Decisions are a necessary part of our lives, personally and professionally.

Many of us struggle with feelings of doubt or uncertainty when faced with making a decision, large or small. Often we won’t know the outcome of our decisions for days, weeks, months or even years, which further drives anxiety. Research tells us it is better to make a poor decision than no decision, so what can we do to improve our decision-making skill?

The good news is we can deploy many disciplines and techniques to improve our decision-making skills. In this article, we will talk about one option — creating emotional distance.

Years ago I made a pact with myself that I would no longer purchase clothing unless I absolutely loved the way it fit. The distinction here was in loving the fit, not just the article of clothing. I grew tired of the growing number of "cute things" in my closet that I would put on in the morning, take one look in the mirror, and then choose something that "looked better on."

Sound familiar?

This was one small way to help me distance myself, emotionally, from loving, and therefore wanting, a cute new top or dress.

In our professional lives, we don’t generally have trying it on as an option when faced with a decision. Fortunately, we have other options to provide emotional distance.

Let’s first discuss what I mean by emotional distance. Most decisions we face include people, product lines or relationships. When faced with an important decision, the short-term emotional charge (good or bad) can override our rational thought processes. Most of us have probably heard that most decisions are made on an emotional level, and then we look for ways to rationally support our decision. What we need to do is short-circuit the instinct to make emotional decisions and allow rational thoughts to prevail — or at least have significant influence.

To do this, ask yourself (or your team or colleague), “If we suddenly found ourselves replaced with a new leadership team, what decision would they make faced with the same information and data?”

This sounds simple, but it helps emotionally shift your mind to a more objective space. This is what Andy Grove did at Intel that helped them break free of their failing memory business and go all in on their microprocessor business. Once they asked that question of themselves, it became clear they were emotionally attached to their first product — their first love — long after it was a viable product line for them.

Another question that works well is, “What advice would you give your colleague (best friend)?” Pivoting our frame of reference challenges us to think about what advice we would provide to someone else with the same issue/opportunity and accompanying data. This helps leverage the superpower of emotional distancing: it is much easier to make conclusions about what we think others should do when we are not the one directly affected.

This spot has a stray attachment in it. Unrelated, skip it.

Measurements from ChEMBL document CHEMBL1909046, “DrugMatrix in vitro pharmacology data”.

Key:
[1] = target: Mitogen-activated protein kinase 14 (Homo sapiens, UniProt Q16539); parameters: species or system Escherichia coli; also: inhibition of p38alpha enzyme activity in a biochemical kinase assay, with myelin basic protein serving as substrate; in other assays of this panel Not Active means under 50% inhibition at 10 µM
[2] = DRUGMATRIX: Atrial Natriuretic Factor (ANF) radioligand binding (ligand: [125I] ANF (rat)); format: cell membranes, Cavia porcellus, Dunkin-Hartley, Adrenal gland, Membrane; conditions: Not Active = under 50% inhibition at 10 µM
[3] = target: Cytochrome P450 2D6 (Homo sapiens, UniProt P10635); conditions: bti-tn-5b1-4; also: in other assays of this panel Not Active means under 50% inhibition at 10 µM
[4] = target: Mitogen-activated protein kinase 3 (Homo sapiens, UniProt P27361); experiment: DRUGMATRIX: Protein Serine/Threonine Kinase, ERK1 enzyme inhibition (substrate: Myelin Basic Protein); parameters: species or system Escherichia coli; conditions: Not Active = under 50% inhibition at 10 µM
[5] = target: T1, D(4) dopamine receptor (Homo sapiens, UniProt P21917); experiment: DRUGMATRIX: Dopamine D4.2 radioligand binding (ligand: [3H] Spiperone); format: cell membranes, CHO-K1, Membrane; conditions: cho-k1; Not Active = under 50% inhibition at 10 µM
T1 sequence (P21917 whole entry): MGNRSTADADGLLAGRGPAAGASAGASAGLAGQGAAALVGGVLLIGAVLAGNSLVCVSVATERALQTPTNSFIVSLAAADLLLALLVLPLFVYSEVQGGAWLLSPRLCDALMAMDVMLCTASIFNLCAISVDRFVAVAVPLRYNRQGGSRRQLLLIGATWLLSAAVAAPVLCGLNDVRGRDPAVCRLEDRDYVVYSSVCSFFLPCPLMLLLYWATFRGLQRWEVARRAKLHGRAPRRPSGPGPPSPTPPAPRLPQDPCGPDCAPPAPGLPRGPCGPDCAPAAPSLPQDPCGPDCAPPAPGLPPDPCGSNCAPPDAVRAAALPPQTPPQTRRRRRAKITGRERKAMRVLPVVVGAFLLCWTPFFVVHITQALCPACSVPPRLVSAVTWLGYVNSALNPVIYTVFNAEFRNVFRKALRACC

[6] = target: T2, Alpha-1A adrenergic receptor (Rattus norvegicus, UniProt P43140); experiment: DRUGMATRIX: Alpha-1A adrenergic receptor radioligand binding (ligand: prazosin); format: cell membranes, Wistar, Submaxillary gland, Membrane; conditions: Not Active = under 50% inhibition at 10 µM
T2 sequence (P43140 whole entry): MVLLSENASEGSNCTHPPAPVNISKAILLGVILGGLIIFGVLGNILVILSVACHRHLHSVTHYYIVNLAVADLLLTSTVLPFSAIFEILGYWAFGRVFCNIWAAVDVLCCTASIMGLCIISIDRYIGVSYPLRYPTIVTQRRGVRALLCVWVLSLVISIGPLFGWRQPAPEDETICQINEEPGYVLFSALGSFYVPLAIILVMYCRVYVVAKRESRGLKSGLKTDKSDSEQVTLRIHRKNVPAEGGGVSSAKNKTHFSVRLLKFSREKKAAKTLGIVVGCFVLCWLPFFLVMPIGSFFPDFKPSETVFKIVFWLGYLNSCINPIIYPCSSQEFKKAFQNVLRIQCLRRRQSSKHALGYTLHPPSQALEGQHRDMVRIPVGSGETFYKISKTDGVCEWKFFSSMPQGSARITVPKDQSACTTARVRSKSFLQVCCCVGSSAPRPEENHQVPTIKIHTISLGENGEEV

We have all watched a friend or a colleague make what we see as a seemingly poor or even potentially dangerous decision and wonder how our smart friend/colleague doesn’t see what we can see. By being more objective in viewing our alternatives, it becomes easier to make decisions.

And finally, we can deploy the 10-10-10 rule. This is great for decisions that require you to act or not act. Ask yourself, “If I (do or not do this thing), how will I feel about the possible outcomes/consequences in 10 minutes, 10 months and 10 years?” This helps create emotional distance by determining if our immediate emotional response is warranted — an exciting job opportunity or voicing a dissenting opinion in a staff meeting.

Consider the aforementioned dissenting opinion. What is the impact of the worst and best scenarios and what will those look and feel like in 10 minutes, 10 months and 10 years? When you use this lens, many times the clear option is to speak up. Your immediate emotional reaction (fear) that wants to keep you silent is very short-term. Better decisions focus on the long-term outcomes.

These are just a handful of strategies to help you emotionally distance yourself from a decision.

Creating actual distance, like a waiting period (something I do for any frivolous purchase), is an option that works well when the emotion is positive. Putting  distance after the euphoric rush of a new job opportunity, product line, purchase (there are some very talented sales people out there!) will cool down your heat-of-the-moment urge to jump.

Give one of these strategies a try the next time you are faced with a decision that stirs up your emotions — good or bad. Several other tools and disciplines are available. "Decisive" by the Heath Brothers is a good place to start.

As a leader, you can help individuals in your organization make better decisions by teaching them to ask questions that help create space — the space necessary to see the issue from a different perspective.

Cheri Kuhn is a Professional EOS Implementer and founder of the Perfect Planner. Read her leadership blogs at